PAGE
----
- New Jersey's web-based nursing home report card now includes additional
quality measures to help consumers shopping for long-term care make
better informed decisions.
New Jersey Report Card for Nursing Homes, an inspection-driven rating
system of nursing homes launched in 1999 and accessible at www.state.nj.us/health/ltc,
has added a link to a new federal database through which consumers
can compare nursing homes to each other and to the state average
in ten specific quality areas.
two resources, our report card and the federal database, take comprehensive
information about nursing home quality and care measures from inspection
reports and resident assessments and convey it in a format that
is easy for consumers to understand and utilize," said Health
and Senior Services Commissioner Clifton R. Lacy, M.D.
new database, developed and maintained by the federal Centers for
Medicare and Medicaid Services (CMS) utilizing information reported
by nursing homes, shows the percentage of long-stay residents who
need increased help with daily activities or who have infections,
bed sores, are in pain or require physical restraints. The report
also shows the percentage of short-stay residents with delirium
or pain, as well as the proportion who improve their ability to
walk while in the facility.
that The New Jersey Report Card for Nursing Homes receives an average
of 6,000 web-hits each month, Dr. Lacy said, "Information on
nursing home quality is very important to consumers, but is equally
valuable for nursing home administrators and staff."
Lacy said the Department of Health and Senior Services has joined
with the Peer Review Organization of New Jersey (PRONJ), nursing
home industry representatives and others to seek ways to improve
nursing home performance in the 10 quality measures included in
the CMS database. PRONJ will recruit up to 50 nursing homes willing
to volunteer to be part of a three-year study to determine which
care strategies result in improved outcomes for residents. These
best practices will then be shared with nursing home providers statewide.
information contained in the CMS database and on the Department
of Health and Senior Services report card gives consumers two complementary,
yet distinct, on-line references measuring the quality of care in
New Jersey nursing homes.
CMS database posts percentages for each nursing home for ten selected
quality measures, allowing consumers to compare information regarding
nursing homes they might be considering, as well as to the statewide
average. This database relies on data collected during facility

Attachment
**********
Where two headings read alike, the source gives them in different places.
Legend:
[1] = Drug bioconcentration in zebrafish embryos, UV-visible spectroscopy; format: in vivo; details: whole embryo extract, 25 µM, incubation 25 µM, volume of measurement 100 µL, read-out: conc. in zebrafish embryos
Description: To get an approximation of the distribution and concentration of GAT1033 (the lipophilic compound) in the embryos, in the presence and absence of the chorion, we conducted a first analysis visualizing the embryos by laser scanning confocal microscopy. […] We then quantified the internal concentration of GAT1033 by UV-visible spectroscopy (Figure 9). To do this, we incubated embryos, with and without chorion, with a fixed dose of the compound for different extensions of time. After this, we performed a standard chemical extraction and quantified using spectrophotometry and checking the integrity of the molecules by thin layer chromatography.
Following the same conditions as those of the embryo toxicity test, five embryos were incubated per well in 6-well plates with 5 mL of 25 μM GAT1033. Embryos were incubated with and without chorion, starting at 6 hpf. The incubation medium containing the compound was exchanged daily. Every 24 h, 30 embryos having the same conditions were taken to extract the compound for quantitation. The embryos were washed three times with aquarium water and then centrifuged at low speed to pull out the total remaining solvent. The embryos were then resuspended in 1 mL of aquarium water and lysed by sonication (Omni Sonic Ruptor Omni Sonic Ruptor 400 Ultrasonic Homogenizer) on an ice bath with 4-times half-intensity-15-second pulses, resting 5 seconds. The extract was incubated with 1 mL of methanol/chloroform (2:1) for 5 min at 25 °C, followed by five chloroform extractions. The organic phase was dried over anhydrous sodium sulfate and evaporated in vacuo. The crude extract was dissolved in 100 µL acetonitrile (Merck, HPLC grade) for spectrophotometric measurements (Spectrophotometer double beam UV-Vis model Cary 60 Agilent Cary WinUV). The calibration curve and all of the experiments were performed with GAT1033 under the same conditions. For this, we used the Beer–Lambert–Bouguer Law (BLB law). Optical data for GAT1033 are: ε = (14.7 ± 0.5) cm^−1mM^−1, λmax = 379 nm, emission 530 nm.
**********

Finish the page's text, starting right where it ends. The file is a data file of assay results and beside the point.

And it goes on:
inspections and information reported by nursing homes to CMS every
time a resident assessment is completed. For their on-line report,
CMS risk-adjusted the data to take into account individual resident
differences in vulnerability for certain health outcomes.
The New Jersey Report Card for Nursing Homes, nursing homes receive
scores based on the results of standard surveys and complaint investigations
conducted during the previous 24 months. The report applies a weighted
scoring system that reflects the scope and severity of deficiencies
found during inspection visits. The report card uses inspection
data to measure and compare nursing home compliance with 50 specific
federal quality standards in the areas of nursing care, resident
rights, food services, environment and administration. These criteria
represent key indicators of quality of life and quality of care
within nursing homes.
with the CMS database, consumers using the Department's report card
can compare nursing homes to each other and to the statewide average
score. New Jersey has approximately 380 nursing homes caring for
more than 55,000 state residents. The report includes data on the
360 nursing homes that accept Medicare or Medicaid for payment.
the report card and the CMS database offer a snapshot of care and
compliance with federal regulations. Individuals shopping for long-term
care are strongly encouraged to visit the facilities they are considering
and to discuss with administration any questions or concerns raised
by facility scores in these reports. Consumers should also discuss
their options with friends and family and consult physicians and
other health care providers.
view The New Jersey Report Card for Nursing Homes and the new quality
measures posted by CMS, visit the Department's website at www.state.nj.us/health/ltc.
Persons without Internet access can get printed information from
the performance report or other areas of the long-term care database
by calling the Department at 609-984-8177.